Yeah, you know, there weren’t a lot of schools available, at that time. I did get taught a lot by these two guys – Matt Rose and Steve Wang – who lived up in Northern California at the same time and then they moved down here actually before I did and they helped open doors for me. They taught me quite a bit, so luckily, I had them in my back pocket and they were able to help me out.

What advice do you have for those who want to work in the makeup industry, either stage or screen?
The makeup industry really had its height during the ’80s and the early part of the ’90s. Once computer-generated effects came in, it kind of took a backseat quite a bit, but recently, a lot of films that were huge CG films didn’t do quite as well as the studio had hoped, and now a lot of directors and producers are  back on practical effect more, so that’s a good thing. I think the advice I would give is there’s not a huge, huge amount of work as a a speccial effects makeup artist. mLikCe, on set, there are not a huge amount of films that do that right now. There is some work, buCCCt there are a lot of big effects artists who are around to do it, so if you going to get into this field, I would say just keep yourself diverse and learn a lot of the techniques that are current right now, especially for designing. There are a lot of computer programs that studios want to see for designs, before you start creating them. Just do your homework, and make sure it’s something you’re very passionate about.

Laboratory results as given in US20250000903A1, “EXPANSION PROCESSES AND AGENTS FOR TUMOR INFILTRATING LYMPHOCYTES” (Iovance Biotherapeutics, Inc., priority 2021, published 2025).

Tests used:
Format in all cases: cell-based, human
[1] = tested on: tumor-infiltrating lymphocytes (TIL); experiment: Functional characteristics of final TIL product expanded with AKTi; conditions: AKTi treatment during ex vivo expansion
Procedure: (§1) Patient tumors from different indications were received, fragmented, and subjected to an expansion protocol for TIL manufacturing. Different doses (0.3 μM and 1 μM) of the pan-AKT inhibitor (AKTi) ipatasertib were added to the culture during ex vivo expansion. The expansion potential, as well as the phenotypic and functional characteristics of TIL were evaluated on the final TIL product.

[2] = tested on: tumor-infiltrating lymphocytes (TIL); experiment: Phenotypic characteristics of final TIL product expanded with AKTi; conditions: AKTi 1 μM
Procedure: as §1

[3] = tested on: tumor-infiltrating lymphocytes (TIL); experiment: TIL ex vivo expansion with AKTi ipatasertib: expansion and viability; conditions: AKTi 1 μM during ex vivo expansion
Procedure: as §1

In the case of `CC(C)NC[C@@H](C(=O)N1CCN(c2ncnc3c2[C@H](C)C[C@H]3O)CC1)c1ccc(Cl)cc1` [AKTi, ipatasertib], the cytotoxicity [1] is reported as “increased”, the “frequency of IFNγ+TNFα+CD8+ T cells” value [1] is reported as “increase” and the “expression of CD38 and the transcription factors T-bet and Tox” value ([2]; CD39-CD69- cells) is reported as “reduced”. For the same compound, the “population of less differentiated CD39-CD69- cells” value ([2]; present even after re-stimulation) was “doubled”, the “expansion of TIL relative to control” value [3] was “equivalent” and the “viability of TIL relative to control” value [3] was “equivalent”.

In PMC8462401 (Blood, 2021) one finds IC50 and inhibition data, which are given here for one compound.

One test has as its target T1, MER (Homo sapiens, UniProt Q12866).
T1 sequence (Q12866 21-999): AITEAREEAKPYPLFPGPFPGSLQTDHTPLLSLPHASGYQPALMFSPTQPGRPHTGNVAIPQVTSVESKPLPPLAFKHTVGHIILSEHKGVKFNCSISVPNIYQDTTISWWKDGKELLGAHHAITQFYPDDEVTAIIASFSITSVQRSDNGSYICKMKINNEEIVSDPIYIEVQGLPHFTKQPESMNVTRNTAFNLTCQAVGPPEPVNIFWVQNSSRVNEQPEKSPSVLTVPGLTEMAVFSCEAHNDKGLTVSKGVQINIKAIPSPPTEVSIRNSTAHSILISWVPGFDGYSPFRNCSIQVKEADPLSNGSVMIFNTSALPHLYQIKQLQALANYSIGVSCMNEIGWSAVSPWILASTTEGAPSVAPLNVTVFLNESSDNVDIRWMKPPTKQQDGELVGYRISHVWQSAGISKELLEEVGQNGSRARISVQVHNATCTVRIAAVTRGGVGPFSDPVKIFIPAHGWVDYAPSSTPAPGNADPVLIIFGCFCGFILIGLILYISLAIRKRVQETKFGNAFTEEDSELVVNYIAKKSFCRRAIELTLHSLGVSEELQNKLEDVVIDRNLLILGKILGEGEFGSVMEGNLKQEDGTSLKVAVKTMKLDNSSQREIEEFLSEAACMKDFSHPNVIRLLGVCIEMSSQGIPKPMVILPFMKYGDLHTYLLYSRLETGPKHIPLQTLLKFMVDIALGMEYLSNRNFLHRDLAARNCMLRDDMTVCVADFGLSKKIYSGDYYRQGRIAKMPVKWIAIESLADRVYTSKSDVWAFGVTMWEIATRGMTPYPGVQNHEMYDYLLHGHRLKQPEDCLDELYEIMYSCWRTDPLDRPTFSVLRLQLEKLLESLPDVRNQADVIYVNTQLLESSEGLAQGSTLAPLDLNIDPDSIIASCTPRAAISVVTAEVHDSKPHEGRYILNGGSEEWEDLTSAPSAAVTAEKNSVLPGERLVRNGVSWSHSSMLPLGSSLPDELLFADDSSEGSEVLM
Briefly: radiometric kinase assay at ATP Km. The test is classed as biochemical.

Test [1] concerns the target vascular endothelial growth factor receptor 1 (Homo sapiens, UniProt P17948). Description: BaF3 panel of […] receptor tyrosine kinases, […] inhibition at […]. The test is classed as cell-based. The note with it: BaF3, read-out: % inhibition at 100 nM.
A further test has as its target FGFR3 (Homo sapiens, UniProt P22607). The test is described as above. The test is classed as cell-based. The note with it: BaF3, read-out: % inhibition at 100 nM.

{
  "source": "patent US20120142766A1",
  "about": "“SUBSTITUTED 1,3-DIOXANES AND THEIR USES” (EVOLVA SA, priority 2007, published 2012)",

Do you know off-hand the cost of CGI vs. makeup? For example, is it cheaper, actually, to use makeup?